clock menu more-arrow no yes mobile

Filed under:

House votes to reform NSA surveillance with USA Freedom Act

New, 36 comments

But it's unclear how the bill will fare in the Senate

If you buy something from a Verge link, Vox Media may earn a commission. See our ethics statement.

Today the House of Representatives passed the USA Freedom Act, a measure to end the NSA's bulk collection of metadata. The bill received broad support in the House, with 338 votes for the bill and 88 against, but will now face a tougher road in the Senate.

The Patriot Act's Section 215 expires June 1st

The vote's timing was no coincidence: on June 1st, the NSA's authority to obtain phone metadata, granted by Section 215 of the Patriot Act, will expire. Rather than granting a full renewal of that authority, the Freedom Act keeps that metadata in the hands of telecoms, who can search for the information after receiving a court order that specifies information like a person or account. The bill also takes transparency measures, giving telecoms more options to publicly report on national security requests.

The bill is meant to bridge the divide between Democrats hoping to fully end the NSA's power and Republicans hoping for a full renewal under the Patriot Act's Section 215. (President Barack Obama has also thrown his support behind the bill.) But the Freedom Act has still proven controversial: last year, a version of the bill was passed in the House, but eventually voted down in the Senate.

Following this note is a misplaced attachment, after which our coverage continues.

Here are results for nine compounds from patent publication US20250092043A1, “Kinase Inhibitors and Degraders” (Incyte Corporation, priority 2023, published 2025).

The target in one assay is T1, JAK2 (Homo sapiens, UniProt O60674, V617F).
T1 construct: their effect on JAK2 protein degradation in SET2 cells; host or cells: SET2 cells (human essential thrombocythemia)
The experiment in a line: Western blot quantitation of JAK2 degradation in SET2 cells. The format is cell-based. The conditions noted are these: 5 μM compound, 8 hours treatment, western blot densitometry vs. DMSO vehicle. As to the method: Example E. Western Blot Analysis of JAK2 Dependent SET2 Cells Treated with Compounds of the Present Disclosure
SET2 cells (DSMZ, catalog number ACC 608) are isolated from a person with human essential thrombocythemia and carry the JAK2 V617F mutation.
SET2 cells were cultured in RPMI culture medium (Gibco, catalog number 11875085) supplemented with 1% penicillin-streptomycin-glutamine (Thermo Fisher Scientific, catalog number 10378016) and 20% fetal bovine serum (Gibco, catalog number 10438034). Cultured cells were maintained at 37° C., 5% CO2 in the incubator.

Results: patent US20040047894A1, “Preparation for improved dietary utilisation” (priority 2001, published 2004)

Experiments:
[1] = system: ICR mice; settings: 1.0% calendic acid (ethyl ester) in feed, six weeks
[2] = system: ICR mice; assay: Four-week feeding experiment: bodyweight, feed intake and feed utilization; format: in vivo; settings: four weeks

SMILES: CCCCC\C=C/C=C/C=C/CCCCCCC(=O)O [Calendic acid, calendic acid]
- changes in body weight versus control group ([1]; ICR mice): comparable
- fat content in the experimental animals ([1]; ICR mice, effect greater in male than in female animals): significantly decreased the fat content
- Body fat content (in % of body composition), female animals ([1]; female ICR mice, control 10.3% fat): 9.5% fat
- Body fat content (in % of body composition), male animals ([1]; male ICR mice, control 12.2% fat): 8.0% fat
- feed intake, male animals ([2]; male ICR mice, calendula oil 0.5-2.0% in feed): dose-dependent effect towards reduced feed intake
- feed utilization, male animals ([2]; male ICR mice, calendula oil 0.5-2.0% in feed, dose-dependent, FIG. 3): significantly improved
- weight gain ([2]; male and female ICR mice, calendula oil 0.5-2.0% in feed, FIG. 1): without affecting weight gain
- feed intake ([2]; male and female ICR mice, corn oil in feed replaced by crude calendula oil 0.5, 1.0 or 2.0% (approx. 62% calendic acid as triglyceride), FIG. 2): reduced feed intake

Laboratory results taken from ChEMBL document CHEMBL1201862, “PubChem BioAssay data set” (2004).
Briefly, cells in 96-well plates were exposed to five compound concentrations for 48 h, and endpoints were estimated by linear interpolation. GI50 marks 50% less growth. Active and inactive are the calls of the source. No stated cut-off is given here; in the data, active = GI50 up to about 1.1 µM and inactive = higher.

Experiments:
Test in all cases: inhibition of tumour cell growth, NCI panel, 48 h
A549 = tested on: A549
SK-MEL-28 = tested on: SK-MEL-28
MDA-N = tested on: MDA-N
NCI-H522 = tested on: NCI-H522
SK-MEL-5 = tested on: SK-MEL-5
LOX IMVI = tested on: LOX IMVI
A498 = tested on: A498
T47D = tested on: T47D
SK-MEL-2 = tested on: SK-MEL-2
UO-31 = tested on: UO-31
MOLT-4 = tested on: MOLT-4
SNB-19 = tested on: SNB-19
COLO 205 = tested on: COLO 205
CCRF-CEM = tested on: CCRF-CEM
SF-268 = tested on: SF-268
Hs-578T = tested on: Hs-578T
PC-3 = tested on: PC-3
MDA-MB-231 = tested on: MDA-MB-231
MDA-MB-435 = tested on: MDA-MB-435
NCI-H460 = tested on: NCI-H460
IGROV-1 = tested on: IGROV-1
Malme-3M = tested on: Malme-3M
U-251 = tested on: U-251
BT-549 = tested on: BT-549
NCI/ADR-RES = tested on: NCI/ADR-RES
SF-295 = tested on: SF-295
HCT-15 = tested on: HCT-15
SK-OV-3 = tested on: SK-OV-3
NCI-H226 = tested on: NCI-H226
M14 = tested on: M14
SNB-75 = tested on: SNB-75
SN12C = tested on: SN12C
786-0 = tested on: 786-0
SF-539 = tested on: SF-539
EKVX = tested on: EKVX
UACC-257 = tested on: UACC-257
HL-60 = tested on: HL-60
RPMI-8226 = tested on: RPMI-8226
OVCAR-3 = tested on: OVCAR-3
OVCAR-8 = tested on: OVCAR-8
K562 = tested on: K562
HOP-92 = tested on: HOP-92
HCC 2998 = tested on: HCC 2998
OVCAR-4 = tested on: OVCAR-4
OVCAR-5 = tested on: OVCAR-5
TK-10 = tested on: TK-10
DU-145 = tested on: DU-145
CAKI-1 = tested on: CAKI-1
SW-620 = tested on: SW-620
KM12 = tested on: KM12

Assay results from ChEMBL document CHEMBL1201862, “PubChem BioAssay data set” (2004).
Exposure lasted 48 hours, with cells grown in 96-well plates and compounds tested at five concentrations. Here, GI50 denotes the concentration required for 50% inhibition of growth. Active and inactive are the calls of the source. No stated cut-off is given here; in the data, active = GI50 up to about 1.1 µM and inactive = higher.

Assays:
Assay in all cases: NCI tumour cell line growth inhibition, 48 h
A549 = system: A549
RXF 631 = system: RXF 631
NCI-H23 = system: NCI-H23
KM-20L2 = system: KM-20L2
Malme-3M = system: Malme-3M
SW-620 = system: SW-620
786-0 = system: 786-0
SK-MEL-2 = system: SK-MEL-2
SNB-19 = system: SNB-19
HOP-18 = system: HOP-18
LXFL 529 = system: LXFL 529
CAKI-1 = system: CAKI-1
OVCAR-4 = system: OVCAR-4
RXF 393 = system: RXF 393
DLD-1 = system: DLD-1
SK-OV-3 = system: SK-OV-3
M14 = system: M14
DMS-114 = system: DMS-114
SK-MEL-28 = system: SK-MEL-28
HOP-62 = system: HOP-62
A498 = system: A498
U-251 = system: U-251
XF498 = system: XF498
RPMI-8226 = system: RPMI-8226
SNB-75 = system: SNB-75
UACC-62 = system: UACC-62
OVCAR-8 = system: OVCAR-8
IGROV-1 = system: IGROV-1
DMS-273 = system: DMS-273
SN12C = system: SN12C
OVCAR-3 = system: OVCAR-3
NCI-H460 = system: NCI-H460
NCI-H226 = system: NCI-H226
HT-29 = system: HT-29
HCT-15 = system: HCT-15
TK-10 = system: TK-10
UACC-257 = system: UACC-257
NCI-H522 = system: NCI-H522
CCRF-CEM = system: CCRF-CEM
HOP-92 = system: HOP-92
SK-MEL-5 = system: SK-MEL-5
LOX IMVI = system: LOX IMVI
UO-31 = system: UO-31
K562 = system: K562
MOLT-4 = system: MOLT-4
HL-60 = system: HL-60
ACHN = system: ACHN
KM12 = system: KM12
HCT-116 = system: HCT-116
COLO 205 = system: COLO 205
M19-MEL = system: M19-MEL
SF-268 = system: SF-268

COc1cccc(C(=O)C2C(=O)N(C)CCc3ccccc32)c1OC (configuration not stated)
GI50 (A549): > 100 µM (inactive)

Civil rights groups like the Electronic Frontier Foundation have declined to support the new bill, arguing that it doesn't go far enough to stop NSA spying. Meanwhile, high-ranking Senate Republicans — including Majority Leader Mitch McConnell — have publicly denounced the bill, with some hoping instead to pass a so-called "clean" renewal of the Patriot Act. While the House was expected to approve the bill, its chances for survival in the Senate are much less clear.